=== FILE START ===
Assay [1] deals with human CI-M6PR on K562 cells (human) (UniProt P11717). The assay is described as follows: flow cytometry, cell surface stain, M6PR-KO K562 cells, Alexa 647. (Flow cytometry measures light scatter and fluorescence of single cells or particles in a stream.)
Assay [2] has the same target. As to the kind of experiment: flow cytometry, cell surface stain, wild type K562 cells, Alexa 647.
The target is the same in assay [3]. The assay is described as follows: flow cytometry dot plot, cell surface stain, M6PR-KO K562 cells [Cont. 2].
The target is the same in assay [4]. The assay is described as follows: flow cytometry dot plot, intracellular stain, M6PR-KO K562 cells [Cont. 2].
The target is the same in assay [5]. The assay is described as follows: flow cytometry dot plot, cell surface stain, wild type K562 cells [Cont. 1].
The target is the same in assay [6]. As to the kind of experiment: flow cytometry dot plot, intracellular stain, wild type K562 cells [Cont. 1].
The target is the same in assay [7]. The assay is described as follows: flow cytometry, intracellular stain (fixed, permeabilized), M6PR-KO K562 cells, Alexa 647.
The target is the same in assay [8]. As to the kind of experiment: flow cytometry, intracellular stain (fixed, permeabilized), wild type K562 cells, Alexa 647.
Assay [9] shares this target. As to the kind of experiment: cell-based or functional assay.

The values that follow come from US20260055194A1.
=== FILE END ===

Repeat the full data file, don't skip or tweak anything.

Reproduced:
Assay [1] deals with human CI-M6PR on K562 cells (human) (UniProt P11717). The assay is described as follows: flow cytometry, cell surface stain, M6PR-KO K562 cells, Alexa 647. (Flow cytometry measures light scatter and fluorescence of single cells or particles in a stream.)
Assay [2] has the same target. As to the kind of experiment: flow cytometry, cell surface stain, wild type K562 cells, Alexa 647.
The target is the same in assay [3]. The assay is described as follows: flow cytometry dot plot, cell surface stain, M6PR-KO K562 cells [Cont. 2].
The target is the same in assay [4]. The assay is described as follows: flow cytometry dot plot, intracellular stain, M6PR-KO K562 cells [Cont. 2].
The target is the same in assay [5]. The assay is described as follows: flow cytometry dot plot, cell surface stain, wild type K562 cells [Cont. 1].
The target is the same in assay [6]. As to the kind of experiment: flow cytometry dot plot, intracellular stain, wild type K562 cells [Cont. 1].
The target is the same in assay [7]. The assay is described as follows: flow cytometry, intracellular stain (fixed, permeabilized), M6PR-KO K562 cells, Alexa 647.
The target is the same in assay [8]. As to the kind of experiment: flow cytometry, intracellular stain (fixed, permeabilized), wild type K562 cells, Alexa 647.
Assay [9] shares this target. As to the kind of experiment: cell-based or functional assay.

The values that follow come from US20260055194A1.